Mazars Accounts for Flexibility at Newly Designed 135 West 50th Office

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After signing a big, new lease just before the pandemic, tax and accounting firm Mazars had to figure out how to draw hundreds of employees back to its sprawling Midtown office at 135 West 50th Street.

It tapped architecture firm Ted Moudis Associates (TMA) to handle the renovation and buildout of its new offices, which span four floors and 85,000 square feet. TMA decided to design the space around an “agile workplace model.” Essentially, each team gets its own area, or “neighborhood,” with a series of unassigned offices, desks, lounges and conference rooms. In other words, it’s hotdesking, because employees don’t have assigned seats. Like many companies that have embraced hotdesking, Mazars employees will be able to reserve desks and meeting rooms using a smartphone app. 

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“Our primary goal in revamping Mazars’ existing office was to create a space that simultaneously accommodates the realities of hybrid work, while creating a welcoming space for employees returning to the office,” said Ted Moudis, a senior principal at his namesake firm. 

The main floor has a central hub with client-facing amenity spaces and communal ones for employees. A large cafe with an outdoor terrace, two large conference rooms and a reception area are all located there. 

Each floor is also themed around one of Mazars’ three brand colors: blue, purple and green. The main floor is navy blue, with curved arm chairs and high-walled booths in the cafe area for small meetings and solo work. Even the light fixtures — industrial-style lamps — feature blue hoods. The cafe has a large open kitchen with a long, blond wood bar, stainless steel appliances, and a purple backsplash. The smaller seating areas on the floor have blue couches, blue accent walls, blond wood cabinetry and hoop-shaped LED light fixtures.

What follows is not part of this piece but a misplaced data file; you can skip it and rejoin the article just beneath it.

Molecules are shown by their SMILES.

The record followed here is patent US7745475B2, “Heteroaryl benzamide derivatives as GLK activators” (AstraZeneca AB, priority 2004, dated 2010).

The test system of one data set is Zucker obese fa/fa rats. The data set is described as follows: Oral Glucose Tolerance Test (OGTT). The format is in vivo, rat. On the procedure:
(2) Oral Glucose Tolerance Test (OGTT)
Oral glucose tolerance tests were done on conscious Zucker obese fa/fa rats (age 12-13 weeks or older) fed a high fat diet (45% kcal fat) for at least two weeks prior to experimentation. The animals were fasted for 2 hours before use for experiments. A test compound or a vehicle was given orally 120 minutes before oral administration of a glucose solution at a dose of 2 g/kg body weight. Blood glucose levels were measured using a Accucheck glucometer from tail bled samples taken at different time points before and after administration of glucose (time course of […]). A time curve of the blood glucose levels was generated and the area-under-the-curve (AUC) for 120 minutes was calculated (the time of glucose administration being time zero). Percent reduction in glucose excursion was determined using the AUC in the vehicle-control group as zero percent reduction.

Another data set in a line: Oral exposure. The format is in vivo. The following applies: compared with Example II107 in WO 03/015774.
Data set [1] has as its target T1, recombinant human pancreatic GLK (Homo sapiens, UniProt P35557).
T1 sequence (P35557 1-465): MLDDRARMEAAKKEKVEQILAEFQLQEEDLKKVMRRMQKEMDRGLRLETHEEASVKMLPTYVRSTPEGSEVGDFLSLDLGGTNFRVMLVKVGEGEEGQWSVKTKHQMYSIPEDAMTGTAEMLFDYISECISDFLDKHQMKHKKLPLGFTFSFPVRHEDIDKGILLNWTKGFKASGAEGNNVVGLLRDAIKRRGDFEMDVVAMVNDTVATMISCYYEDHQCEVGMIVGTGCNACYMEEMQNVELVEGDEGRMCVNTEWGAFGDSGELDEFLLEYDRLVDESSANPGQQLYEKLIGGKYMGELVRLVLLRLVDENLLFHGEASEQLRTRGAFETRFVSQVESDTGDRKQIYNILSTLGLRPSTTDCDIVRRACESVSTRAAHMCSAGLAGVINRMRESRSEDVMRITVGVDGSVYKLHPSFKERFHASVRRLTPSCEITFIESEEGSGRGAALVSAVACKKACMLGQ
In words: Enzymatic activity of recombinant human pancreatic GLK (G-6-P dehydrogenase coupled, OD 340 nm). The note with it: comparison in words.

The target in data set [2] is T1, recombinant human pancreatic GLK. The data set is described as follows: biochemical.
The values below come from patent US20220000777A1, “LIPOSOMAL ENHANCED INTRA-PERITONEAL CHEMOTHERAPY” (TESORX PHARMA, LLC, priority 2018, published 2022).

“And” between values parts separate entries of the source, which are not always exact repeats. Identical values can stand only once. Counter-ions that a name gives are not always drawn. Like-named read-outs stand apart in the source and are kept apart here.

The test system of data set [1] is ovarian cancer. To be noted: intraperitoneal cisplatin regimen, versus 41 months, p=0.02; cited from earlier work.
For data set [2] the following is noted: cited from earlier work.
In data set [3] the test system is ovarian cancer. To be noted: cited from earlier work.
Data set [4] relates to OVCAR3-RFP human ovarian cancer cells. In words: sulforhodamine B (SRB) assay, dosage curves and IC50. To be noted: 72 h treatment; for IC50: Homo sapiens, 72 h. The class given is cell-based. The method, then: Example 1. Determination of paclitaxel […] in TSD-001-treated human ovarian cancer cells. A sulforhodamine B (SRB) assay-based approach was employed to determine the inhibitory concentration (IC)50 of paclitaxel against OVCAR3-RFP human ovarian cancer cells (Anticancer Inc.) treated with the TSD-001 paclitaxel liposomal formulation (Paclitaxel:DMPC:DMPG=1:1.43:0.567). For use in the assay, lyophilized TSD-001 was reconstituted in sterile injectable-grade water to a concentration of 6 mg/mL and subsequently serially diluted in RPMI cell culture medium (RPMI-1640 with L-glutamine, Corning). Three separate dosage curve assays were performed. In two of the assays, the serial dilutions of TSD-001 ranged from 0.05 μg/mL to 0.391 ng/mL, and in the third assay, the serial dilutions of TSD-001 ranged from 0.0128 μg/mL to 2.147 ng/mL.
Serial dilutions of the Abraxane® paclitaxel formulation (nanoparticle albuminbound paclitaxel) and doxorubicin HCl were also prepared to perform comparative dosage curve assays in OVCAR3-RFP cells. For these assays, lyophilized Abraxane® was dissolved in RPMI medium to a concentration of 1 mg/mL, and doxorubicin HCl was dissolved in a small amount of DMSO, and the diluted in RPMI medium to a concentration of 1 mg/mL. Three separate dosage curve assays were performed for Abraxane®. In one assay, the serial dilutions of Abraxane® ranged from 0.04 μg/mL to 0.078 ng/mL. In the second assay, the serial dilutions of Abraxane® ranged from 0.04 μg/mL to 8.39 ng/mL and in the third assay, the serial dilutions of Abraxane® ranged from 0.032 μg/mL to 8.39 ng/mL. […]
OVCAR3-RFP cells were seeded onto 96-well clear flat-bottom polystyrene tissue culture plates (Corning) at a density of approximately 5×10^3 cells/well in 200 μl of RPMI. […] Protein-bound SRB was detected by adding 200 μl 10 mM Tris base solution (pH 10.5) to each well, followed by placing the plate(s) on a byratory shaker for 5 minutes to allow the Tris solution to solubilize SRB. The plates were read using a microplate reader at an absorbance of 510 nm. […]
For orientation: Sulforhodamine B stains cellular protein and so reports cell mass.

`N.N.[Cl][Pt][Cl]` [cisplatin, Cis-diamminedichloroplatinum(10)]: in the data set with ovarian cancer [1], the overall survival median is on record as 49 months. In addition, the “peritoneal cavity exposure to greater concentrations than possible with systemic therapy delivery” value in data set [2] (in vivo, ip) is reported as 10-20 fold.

Most of the meeting areas and conference rooms feature mounted TVs and video-conferencing equipment. And workstations are equipped with sit-stand desks, built-in charging stations and digital combination-code lockers where workers can store their belongings. Many parts of the office also have large planters with tall ferns, or, in the case of the cafe, a full plant wall. 

Some meeting rooms — dubbed “innovation labs” — include writable walls, movable modular chairs and couches, as well as TVs and video-chat equipment. 

James Blake, the COO at Mazars, said in a statement that “there’s something to be said for the value of in-person interaction, and it is our hope that the updated environment will provide enhanced opportunities for collaboration and innovation among our teams.”

Rebecca Baird-Remba can be reached at rbairdremba@commercialobserver.com